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Richard L. Huganir Ph.D

Professor and Director Department of Neuroscience

rhuganir@jhmi.edu
Telephone Number: 410-955-4050
Fax Number: 410-955-0877
The Solomon H. Snyder Department of Neuroscience
Johns Hopkins University
School of Medicine
725 North Wolfe St.
Baltimore, MD 21205
Room: Hunterian 1009A

Regulation of Neurotransmitter Receptors and Brain Function in Health and Disease

Neurotransmitter receptors mediate signal transduction at the postsynaptic membrane of synaptic connections between neurons in the nervous system. We have been studying the molecular mechanisms in the regulation of neurotransmitter receptor function. Recently we have focused on glutamate receptors, the major excitatory receptors in the brain. Glutamate receptors can be divided into two major classes: AMPA and NMDA receptors. AMPA receptors mediate rapid excitatory synaptic transmission while NMDA receptors play important roles in neuronal plasticity and development. Studies in our laboratory have found that both AMPA and NMDA receptors are multiply phosphorylated by a variety of protein kinases. Phosphorylation regulates several functional properties of these receptors including conductance and membrane targeting. Recent studies in our lab have demonstrated that the phosphorylation of AMPA receptors is regulated during cellular models of learning and memory such as long-term potentiation (LTP) and long-term depression (LTD). Moreover, phosphorylation of the AMPA receptor GluR1 subunit is required for the expression of these forms of plasticity and for the retention of spatial memory and also regulates emotional memory formation and erasure.

We have also been examining the mechanisms of the subcellular targeting and clustering of glutamate receptors at synapses. We have recently identified a variety of proteins that directly or indirectly interact with AMPA and NMDA receptors. We have found a novel family of proteins that we call GRIPs (Glutamate Receptor Interacting Proteins) that directly bind to the C-termini of the GluR2/3 subunits of AMPA receptors. GRIPs contain seven PDZ domains, protein-protein interaction motifs, which crosslink AMPA receptors to each other or link them to other proteins. In addition, we have found that the C-termini of GluR2 also interacts with the PDZ domain of PICK1, a protein kinase C-binding protein that is found at excitatory synapses. The GluR2 subunit also interacts with the NSF protein, a protein involved in the regulation of membrane fusion events. These AMPA receptor interacting proteins are critical in the proper membrane trafficking and synaptic targeting of these receptors. We have shown that the binding of PICK1 and GRIP is required for a specific form of LTD in the cerebellum that is a cellular model for motor learning. Moreover, we have found that this receptor complex is critical for hippocampal LTP and LTD and spatial learning.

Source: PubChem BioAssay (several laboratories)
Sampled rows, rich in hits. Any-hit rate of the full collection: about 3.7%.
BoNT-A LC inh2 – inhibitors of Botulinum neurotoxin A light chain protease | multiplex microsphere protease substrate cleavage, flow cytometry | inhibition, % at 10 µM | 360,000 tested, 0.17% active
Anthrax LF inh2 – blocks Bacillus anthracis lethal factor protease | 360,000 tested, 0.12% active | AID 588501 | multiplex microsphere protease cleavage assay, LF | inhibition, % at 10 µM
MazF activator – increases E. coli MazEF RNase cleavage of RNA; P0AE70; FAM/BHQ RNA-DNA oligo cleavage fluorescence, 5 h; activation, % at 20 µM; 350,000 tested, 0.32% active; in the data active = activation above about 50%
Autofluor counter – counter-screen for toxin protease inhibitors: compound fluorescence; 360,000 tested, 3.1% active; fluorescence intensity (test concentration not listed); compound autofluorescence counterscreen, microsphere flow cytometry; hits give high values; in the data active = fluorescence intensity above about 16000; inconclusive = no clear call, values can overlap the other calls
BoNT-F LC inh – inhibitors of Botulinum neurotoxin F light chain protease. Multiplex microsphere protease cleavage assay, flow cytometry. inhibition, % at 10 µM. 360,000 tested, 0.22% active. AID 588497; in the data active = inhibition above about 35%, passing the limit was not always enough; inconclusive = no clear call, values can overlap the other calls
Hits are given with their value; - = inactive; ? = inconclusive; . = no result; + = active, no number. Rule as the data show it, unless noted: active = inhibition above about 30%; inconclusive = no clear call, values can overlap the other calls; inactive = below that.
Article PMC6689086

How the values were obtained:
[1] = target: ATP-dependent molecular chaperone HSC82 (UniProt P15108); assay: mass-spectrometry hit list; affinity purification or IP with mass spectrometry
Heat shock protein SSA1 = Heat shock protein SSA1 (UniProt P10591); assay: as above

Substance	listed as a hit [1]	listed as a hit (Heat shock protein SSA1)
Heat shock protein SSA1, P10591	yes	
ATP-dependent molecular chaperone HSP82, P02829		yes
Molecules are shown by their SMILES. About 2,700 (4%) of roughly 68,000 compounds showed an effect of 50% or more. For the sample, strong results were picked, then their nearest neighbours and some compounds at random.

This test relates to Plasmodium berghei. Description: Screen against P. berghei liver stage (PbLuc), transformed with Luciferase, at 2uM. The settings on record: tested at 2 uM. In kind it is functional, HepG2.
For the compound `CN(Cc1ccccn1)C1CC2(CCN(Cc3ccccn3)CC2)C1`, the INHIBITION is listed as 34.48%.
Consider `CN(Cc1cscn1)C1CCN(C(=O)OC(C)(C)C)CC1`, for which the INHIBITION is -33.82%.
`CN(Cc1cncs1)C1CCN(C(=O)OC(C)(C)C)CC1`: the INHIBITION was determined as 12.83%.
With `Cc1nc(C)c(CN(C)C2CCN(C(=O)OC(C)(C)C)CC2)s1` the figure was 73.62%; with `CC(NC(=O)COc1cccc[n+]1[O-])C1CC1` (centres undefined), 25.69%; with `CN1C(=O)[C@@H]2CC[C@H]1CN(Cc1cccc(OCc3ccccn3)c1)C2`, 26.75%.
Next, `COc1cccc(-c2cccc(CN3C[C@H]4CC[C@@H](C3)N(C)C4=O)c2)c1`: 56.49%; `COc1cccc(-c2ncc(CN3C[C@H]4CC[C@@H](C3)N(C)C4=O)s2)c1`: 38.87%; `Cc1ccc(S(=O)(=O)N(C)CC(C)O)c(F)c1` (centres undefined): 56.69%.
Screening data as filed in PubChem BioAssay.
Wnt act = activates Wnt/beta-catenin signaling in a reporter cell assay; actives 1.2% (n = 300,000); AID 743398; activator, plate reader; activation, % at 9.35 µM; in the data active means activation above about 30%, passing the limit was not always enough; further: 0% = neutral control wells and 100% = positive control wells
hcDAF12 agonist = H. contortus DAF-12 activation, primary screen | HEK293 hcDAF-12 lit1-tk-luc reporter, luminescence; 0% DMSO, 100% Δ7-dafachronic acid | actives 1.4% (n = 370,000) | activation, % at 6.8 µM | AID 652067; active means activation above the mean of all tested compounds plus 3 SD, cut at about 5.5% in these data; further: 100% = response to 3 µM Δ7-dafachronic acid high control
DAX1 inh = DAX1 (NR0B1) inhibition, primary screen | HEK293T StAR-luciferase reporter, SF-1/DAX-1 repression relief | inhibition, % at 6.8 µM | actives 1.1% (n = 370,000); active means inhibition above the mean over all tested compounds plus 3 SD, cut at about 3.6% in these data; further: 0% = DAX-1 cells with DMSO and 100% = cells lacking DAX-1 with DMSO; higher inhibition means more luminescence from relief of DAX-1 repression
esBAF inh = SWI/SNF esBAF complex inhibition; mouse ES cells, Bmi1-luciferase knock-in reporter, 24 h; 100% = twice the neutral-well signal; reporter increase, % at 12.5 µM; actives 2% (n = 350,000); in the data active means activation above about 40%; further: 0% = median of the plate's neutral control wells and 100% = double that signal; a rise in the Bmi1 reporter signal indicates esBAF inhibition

In addition to these studies on AMPA receptors, we have been characterizing a separate NMDA receptor associated protein complex that is important in synaptic targeting and downstream signaling of NMDA receptors. We have identified an excitatory synapse specific rasGAP, which we call synGAP that regulates synaptic Ras signaling and has profound effects on synaptic plasticity.

Importantly, recent evidence has implicated glutamate receptor associated complexes in several neurological and psychiatric disorders including Alzheimer’s disease, schizophrenia, autism, mental retardation as well as in chronic pain and drug addiction.

In summary, we have examined the molecular mechanisms underlying the regulation of neurotransmitter receptor function. Our studies have suggested that regulation of receptor function may be a major mechanism for the regulation of synaptic plasticity in the nervous system in health and disease and may be an important determinant of animal behavior.